Election Day 2018 is just around the corner, and that means planning for election day coverage in the WGBH newsroom is in full swing. It also means that, like clockwork, our managing editor, Jeff Keating, once again came knocking on the Curiosity Desk's proverbial door. Each election day, Keating monitors the hour-by-hour election returns from the city of Boston, and there's been a question that has been nagging him for years.

"There's this one funky little precinct where the number is mostly zero, but maybe one or something like that. And it got me wondering what is with this precinct that has only one voter — or no voters — year after year after year."

For answers, I headed to the election office at City Hall. Head Assistant Registrar Sabino Piemonte explained that state law dictates all Massachusetts cities and towns redraw their municipal electoral maps once a decade, following the federal census. However, "back in 1920, the city of Boston was exempted from redistricting," said Piemonte. "To remove that exemption [would take] an act of legislature."

And so, in 2018, Boston’s precinct lines are at best anachronistic and quirky; at worst inefficient and outdated. However you see it, what remains is that funky little precinct: Ward 1, Precinct 15 — Boston's so-called "phantom electoral precinct." It encompasses the Boston Harbor Islands. But does anyone actually live on the islands?

"Ward 1, Precinct 15, as I know it, is comprised of two addresses," explained Piemonte. "0 Thompson Island and 1 Long Island."

For years, a recovery center and homeless shelter were located at 1 Long Island. Despite low turnout, dozens — sometimes hundreds — of shelter residents over the years were registered voters. But when the facility closed in 2014, those registration numbers started dwindling. The 12 voters still officially listed on the books are all inactive, and will be purged after this election if they don’t vote.

As for 0 Thompson Island? It is home to the only to active voters left in the precinct. So what happens at such a curious address, and who are these two voters? I headed to Thompson Island to find out.

As I disembarked from the ferry after a 20-minute journey from South Boston, I walked up a gravel path through a rolling, grassy hill. What came into focus as I crested the hill was a campus of historic brick buildings. There are classrooms, dorms, a science lab, and a gym with a full-length basketball court.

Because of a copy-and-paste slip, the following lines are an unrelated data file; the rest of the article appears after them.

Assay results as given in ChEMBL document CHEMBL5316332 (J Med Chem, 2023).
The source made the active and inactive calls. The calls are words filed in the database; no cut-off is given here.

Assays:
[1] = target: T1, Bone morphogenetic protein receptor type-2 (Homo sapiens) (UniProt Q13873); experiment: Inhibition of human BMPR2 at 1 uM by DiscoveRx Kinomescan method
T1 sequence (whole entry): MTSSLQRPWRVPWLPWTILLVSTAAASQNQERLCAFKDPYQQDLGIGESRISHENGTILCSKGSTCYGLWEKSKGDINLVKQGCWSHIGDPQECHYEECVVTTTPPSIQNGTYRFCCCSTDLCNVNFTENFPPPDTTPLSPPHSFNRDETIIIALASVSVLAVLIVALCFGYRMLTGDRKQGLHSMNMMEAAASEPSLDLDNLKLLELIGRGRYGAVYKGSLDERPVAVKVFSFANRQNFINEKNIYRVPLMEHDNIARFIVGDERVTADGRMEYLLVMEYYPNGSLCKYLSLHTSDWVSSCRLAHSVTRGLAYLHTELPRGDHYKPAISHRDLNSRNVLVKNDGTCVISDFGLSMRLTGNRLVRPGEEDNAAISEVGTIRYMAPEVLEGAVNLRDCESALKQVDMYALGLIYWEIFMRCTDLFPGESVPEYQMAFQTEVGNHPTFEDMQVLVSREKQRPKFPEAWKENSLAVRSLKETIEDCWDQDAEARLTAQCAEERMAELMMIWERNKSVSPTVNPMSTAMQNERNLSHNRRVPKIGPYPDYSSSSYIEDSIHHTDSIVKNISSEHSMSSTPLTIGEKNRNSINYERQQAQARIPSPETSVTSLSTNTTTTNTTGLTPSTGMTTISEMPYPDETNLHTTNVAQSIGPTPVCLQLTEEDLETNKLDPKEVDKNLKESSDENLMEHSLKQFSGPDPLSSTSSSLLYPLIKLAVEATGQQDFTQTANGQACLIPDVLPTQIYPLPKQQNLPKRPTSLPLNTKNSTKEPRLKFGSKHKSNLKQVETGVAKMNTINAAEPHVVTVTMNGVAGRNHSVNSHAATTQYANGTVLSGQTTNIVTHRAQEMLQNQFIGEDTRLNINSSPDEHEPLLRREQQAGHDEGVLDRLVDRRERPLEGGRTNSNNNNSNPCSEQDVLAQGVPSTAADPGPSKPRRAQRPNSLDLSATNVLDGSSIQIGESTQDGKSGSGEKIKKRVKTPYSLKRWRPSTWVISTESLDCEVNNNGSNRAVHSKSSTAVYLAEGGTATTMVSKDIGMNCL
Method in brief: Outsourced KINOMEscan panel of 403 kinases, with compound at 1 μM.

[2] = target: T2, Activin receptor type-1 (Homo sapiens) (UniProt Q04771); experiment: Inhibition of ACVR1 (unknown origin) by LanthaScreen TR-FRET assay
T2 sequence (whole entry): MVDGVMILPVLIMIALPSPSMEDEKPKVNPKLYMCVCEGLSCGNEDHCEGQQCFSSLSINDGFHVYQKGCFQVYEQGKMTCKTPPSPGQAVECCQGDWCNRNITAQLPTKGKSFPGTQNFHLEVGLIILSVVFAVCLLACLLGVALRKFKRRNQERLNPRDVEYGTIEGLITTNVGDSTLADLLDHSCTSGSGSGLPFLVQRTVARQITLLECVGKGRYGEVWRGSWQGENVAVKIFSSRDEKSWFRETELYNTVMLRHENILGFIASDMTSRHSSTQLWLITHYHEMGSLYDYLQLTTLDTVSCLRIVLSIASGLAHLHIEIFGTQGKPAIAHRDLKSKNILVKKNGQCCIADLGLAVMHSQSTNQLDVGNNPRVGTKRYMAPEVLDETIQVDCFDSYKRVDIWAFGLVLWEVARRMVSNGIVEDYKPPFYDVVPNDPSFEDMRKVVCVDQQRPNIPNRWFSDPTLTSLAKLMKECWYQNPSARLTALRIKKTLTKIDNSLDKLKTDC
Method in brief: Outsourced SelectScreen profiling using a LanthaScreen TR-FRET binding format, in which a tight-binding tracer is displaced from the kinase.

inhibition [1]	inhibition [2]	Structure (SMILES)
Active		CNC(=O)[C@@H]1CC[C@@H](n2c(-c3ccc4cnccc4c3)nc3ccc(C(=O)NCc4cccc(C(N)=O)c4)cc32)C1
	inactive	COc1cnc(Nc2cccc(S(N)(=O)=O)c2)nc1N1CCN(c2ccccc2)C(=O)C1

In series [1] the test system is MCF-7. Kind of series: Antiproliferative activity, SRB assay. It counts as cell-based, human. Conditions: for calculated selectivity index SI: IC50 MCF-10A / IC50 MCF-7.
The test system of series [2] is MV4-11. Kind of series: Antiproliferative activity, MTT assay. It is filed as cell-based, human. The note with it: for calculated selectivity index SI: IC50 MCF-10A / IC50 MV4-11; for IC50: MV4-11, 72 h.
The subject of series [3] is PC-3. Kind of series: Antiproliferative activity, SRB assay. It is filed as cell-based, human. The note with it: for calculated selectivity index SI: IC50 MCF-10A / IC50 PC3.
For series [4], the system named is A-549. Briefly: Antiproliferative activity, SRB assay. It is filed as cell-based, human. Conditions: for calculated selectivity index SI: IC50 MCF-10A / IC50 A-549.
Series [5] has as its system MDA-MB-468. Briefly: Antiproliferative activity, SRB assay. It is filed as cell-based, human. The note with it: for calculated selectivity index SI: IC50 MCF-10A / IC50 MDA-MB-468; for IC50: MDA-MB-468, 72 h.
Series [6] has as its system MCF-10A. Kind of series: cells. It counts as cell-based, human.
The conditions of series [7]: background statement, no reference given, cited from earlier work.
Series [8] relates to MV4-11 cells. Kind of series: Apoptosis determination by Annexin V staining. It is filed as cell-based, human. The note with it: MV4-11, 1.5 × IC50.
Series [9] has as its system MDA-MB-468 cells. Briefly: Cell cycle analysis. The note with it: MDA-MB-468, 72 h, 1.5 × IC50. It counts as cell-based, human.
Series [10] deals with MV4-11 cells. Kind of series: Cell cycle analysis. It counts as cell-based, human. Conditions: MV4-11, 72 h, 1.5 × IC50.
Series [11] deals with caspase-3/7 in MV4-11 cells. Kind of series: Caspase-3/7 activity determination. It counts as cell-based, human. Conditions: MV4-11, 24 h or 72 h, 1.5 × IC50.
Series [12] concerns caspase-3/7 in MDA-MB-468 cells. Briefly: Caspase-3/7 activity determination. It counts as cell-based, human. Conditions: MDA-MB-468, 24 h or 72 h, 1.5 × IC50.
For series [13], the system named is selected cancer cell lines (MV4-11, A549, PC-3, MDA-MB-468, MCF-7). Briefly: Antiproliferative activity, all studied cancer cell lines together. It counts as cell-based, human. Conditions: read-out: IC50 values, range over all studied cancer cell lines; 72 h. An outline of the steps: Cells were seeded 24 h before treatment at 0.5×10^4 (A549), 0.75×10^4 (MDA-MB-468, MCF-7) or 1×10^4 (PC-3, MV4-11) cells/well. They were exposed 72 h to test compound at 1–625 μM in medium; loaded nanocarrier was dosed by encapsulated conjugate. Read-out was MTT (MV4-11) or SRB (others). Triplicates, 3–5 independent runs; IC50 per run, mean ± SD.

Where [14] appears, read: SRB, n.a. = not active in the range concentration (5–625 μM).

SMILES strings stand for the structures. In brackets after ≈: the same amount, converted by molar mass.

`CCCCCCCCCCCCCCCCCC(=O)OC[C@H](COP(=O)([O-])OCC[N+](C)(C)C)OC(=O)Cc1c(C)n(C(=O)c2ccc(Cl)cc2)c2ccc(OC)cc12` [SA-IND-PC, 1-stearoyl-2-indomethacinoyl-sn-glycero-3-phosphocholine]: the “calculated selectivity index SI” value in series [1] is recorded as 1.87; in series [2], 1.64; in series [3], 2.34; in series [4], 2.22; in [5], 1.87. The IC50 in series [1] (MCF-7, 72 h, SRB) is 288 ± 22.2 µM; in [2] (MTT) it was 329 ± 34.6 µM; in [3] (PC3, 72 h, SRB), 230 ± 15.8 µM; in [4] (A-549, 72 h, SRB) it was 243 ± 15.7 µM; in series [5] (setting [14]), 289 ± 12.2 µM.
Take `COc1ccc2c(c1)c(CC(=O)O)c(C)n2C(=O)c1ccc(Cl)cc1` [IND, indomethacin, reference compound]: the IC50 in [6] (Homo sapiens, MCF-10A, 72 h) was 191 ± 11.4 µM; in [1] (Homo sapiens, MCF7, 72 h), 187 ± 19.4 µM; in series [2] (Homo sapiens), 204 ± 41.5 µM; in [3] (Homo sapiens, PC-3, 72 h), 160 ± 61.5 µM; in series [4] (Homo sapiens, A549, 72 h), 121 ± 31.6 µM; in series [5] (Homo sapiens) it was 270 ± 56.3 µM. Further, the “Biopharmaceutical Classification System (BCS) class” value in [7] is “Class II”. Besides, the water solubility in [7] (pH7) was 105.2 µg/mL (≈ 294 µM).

In a clearing south of the complex, dozens of middle school kids were engaged in activities, with a wilderness area at one end of the island, and an outdoor "challenge course" at the other.

This bustling community is The Thompson Island Outward Bound Educational Center. Since 1988, Outward Bound has owned and maintained the island. Each year they host overnight, days-long, even weeks-long visits from thousands of Boston Public Schools students. They engage in everything from outdoor challenges meant to help with team building and leadership skills, to field-based educational activities aimed at improving STEM skills.

And it takes a village to pull it all off. Scores of full-time employees do everything from landscaping to maintenance to cooking.

"I live in Mattapan," said cook Mark Jordan. "To get here I have to take two buses, a train, and a boat ... every day ... to and from."

But not everyone commutes. Among the staff are educators who live here on the island full-time. Two of those educators are Ward 1, Precinct 15's only active voters.

Kate Jamison is in her first year on the island, and her preparations to move there included ensuring she was registered to vote.

"I’m very engaged in the democratic process. It’s vitally important to me, and I knew I was going to be here, so I made it work," said Jamison.

Caroline McCall is old-hat, now in her fourth year on the island. She was the precinct’s lone voter in 2016.

"I remember when I went to go vote they were like, 'What’s your address?'" she explained of 2016. "And I remember being a little hesitant and nervous, and I was like, '0 Thompson Island.' And the lady was like, 'Great. Glad to have you.'"

The precinct doesn’t have its own polling location. And so, on election day, Jamison and McCall will work a full day on-island, hop on a 4:30 p.m. boat to the mainland, jump on the Silver Line, send to the Red Line, then walk 10 minutes to a shared polling center. And make no mistake, they say they are voting.

"One our values in Outward Bound is integrity," said McCall. "We ask our students to show and practice integrity in their action with each other and with themselves. And I think voting is asking our elected officials to have integrity for the populations they serve."

A lot will be said about voter turnout across the country on election night. But you can expect at least one tiny precinct in the city of Boston to have — among its active voters — 100 percent participation.